Paris: The Best 12 Places You Need to See

“Paris is not a city, it’s a World!”


Imagine a city where arts and history play hides and seek behind every corner. Imagine a place where details are never overlooked but always cared for. Imagine a place where culture meets life and life meets lifestyle; where traditions reflect pride which blurs into modernity. Welcome to Paris!

Paris is hands down one of the most iconic and renowned cities in the world. It has an immense cultural and artistic heritage, the world’s leading museums, postcard views, and an aura of romance that belongs only to its streets.

In present days though, Paris is also a vibrant cosmopolitan capital, with plenty of life and international world-class events.

In this list, I sketched my favorite 12 Best Places in Paris, which I would totally recommend you to see on your first visit to the city.

I believe that, with good planning, a visit to all of them can be organized within a 4-Days Period without an excessive rush (except for Disneyland Paris and Versailles, which need a day on their own each).

In the list I also include information about entrance fees, opening times, and tips on the best time to visit for your convenience. Enjoy:)

Let’s get started!

1. Louvre Museum

Let”s start with the obvious: the Louvre museum! Located in the heart of Paris, the Louvre offers one of the largest art collections on Earth and for over 20 years (and counting) it holds the title of “Most visited museum in the World”.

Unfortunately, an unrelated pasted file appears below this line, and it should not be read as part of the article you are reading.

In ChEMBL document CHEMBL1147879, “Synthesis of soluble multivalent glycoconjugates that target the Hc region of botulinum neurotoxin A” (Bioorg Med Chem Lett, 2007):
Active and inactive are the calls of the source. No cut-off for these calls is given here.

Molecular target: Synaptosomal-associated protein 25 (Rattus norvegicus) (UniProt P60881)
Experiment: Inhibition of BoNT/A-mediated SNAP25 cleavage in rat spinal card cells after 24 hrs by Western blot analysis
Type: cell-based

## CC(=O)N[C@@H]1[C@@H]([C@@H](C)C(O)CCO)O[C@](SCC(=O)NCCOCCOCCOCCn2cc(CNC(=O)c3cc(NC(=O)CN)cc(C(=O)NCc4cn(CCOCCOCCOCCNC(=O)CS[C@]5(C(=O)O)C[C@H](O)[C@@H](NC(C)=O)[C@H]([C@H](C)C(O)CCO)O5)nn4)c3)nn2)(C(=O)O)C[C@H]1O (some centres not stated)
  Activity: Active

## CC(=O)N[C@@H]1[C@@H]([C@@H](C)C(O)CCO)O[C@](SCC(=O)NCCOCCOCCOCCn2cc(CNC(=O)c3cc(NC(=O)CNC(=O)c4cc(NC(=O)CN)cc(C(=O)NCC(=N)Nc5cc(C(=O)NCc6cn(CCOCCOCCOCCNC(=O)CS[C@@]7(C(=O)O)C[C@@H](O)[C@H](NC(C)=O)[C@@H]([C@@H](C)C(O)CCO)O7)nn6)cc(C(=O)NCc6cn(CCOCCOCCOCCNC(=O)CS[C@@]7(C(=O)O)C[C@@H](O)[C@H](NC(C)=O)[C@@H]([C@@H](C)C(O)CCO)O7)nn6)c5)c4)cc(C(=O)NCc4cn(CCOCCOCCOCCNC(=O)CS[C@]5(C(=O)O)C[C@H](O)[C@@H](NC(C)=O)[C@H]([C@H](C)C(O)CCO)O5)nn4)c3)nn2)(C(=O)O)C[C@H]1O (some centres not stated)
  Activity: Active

The legends that say it is too large to see in one day…are absolutely true! The museum develops in 3 wings (Denon, Richelieu and Sully) and on 4 floors, exhibition halls are all spacious and wide.

The art collections you can find in Louvre date from Ancient Mesopotamian times up to the end of the 18th century and they come from any geographical region in the world (Middle-east, Asia, America, Europe).

My favourite expositions have been the greek classic statues, the neoclassicism corner, the Islamic art and of course, the Italian renaissance (here you also find the famous Mona Lisa, which personally I found quite underwhelming compared to the greatness of many other paintings around it).

In a few hours, I swear I saw in this museum more than half of all the paintings/statues I was studying in History of Art in high-school: it is a truly impressive collection!

The entrance to the Louvre is located inside its iconic glass pyramid. As we’ve been visiting in January, we did not find any queue at the entrance nor for the tickets; but still noticed the large directional arrows for the lines outside. If you’re visiting in high season, I would strongly suggest you pre-book your entrance online from the official website.

Inside the museum, there are plenty of restrooms, a restaurant, a (very) convenient storage room and several places to seat and rest between one exhibition and the other. All in all, I believe 4 hours to be a decent time to have a good visit at Louvre, I would just suggest you to choose the exhibitions you’re most interested in and go for those!